Gwen Petersen: In a Sow’s Ear
A ranch woman who is also a Grandmother, or would that be a Grandmother who is also a ranch woman? Either way, grandchildren receive an education in the basics of life when they help out on a ranch. The edification starts practically in the cradle.
Which brings me to the story of little Jacob and Jill, brother and sister born a measly 13 months apart. By the age of three for Jill and four years for Jacob, they knew a lot about cow critters, horses, chickens, dogs, cats, varmints, bugs and cow posies.
The day they visited Grandma was also the day the Veterinarian (Uncle Joe) came out to pregnancy test a bunch of young heifers. Naturally, Jacob and Jill “helped.” And naturally their inquiring minds spit out many questions.
Jacob: “Grandma, how come Uncle Joe has poo on his shoulder.”
Grandma: “A-well, it’s part of his job.”
Jill to Grandma: “Why is Uncle Joe sticking his hand in the cow’s hinder?”
Grandma: “Er-well, he’s checking to see if she’s got a calf growing inside her.”
As kids do, Jacob and Jill accepted the answers calmly. No deep analysis needed.
The preg testing went smoothly partly because of the hydraulic chute. Instead of having to leap to close the gate behind a critter, electricity did the job. Saved a lot of sweat. The chute door panels, naturally, had a space wide enough to allow Uncle Joe to insert his hand and arm between them and onward into the correct cow orifice (and get poo on his shoulder some of the time). Jill and Jacob watched closely. The chute gate, like a pair of little wings, opened wide. A cow, encouraged from the rear and entered the chute. The chute gate slid shut behind her.
By the end of the day, two kidlets had acquired a coating of dirt and a plop or two of poo. Bath time for the pair. In the bathroom, instead of shower curtains, glass panels enclosed the tub. The panels shut like a sliding door, the edges meeting in the middle. Grandma ran a tub of water; Jill and Jacob climbed in. Grandma slid the panels not quite closed and left to go fetch the children’s pajamas.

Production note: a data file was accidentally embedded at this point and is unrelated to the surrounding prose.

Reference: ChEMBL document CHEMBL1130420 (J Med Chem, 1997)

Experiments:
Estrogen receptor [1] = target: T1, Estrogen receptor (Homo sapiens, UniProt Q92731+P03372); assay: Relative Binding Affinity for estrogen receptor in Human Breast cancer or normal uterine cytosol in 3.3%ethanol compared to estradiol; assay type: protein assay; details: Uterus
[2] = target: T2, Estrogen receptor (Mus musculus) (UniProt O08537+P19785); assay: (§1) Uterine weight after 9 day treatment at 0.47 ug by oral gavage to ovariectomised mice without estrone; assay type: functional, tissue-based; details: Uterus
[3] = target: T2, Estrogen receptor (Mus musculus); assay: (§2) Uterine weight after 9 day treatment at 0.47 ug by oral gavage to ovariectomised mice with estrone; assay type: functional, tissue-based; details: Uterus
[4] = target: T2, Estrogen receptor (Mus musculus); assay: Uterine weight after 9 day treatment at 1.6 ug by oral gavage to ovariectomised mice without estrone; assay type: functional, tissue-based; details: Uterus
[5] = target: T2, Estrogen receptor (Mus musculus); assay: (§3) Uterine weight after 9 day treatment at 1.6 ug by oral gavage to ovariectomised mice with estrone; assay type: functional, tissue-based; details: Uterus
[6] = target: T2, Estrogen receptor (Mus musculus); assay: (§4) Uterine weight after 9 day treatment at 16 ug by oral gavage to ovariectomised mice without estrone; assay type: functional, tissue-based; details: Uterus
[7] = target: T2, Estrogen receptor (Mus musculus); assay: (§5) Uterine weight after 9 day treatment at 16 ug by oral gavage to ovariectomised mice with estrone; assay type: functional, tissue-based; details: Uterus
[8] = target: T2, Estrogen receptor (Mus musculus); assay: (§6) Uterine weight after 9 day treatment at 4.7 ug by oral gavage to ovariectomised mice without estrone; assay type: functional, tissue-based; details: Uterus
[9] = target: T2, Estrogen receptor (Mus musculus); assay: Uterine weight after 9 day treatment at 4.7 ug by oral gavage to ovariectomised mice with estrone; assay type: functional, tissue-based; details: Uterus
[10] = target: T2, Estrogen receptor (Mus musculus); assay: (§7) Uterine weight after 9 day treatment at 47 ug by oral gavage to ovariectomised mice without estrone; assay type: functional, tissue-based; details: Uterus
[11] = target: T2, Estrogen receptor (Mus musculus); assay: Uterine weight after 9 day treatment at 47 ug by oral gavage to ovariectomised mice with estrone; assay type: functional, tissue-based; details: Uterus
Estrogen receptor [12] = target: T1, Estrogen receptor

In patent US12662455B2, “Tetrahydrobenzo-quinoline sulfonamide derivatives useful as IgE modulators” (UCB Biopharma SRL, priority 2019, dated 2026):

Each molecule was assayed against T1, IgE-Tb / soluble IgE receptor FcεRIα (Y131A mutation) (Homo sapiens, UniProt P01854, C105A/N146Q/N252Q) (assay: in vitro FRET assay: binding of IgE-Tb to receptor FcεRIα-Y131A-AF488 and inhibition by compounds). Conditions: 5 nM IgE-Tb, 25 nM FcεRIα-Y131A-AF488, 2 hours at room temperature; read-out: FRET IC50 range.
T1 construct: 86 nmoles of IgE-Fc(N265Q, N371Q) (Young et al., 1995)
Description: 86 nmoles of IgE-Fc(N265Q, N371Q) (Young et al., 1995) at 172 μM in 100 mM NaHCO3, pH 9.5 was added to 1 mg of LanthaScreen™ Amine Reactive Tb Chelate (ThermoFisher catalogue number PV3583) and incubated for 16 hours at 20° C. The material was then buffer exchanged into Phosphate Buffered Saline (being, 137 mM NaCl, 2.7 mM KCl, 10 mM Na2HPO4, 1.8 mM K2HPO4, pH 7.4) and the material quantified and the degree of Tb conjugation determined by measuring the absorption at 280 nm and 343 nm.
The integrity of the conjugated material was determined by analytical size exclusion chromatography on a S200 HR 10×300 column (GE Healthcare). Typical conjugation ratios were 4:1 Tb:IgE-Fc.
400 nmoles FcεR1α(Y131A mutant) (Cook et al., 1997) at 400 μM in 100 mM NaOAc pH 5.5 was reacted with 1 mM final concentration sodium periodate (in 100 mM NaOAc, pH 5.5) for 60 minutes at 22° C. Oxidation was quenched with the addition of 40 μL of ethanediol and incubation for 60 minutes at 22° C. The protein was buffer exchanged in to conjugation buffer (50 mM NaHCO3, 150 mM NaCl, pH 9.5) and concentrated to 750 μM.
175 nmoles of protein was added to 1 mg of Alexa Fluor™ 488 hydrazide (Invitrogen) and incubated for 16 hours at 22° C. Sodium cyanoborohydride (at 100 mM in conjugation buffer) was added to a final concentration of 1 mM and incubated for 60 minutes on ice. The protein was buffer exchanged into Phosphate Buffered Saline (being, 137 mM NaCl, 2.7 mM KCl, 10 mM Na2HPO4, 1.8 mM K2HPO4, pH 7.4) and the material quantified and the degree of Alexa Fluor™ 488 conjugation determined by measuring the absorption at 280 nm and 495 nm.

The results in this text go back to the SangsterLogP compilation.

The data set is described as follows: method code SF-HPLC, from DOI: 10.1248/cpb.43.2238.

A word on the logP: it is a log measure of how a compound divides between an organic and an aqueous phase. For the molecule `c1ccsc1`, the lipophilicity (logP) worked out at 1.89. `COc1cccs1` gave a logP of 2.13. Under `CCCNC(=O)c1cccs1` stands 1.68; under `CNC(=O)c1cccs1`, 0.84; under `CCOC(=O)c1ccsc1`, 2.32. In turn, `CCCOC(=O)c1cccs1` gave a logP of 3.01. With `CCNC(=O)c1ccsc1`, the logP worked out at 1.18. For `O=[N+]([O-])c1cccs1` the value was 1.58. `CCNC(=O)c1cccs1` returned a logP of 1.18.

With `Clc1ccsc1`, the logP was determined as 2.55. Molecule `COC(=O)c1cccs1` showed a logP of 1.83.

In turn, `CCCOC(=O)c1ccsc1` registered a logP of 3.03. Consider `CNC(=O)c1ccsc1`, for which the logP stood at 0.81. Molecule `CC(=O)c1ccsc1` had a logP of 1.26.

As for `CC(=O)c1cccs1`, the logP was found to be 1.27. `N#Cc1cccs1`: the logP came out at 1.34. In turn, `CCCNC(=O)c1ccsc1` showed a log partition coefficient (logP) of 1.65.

Returning moments later, she was about to step inside when she heard Jill say, “It’s my turn to preg test. Grandma’s gray hair (under the brown hair dye) turned whiter. For a second she froze. She offered up a brief prayer. What in the world might be going on? How should she handle it?
Pasting a neutral smile on her face, she entered the bathroom just as Jacob advised, “Okay, I’ll work the chute, you test.” As Jacob slid the panels slightly apart, Jill poked her arm through up to her shoulder, flapped her hand and withdrew.
“There,” said Jacob. “Now it’s my turn. You work the chute.”
As mentioned above, kids are observant little creatures. Jacob and Jill were practicing “preg testing.” How? Well, anybody knows you have to “work the chute doors” to do the job right!
Grandma’s pasted on smile turned into a very relieved grin.
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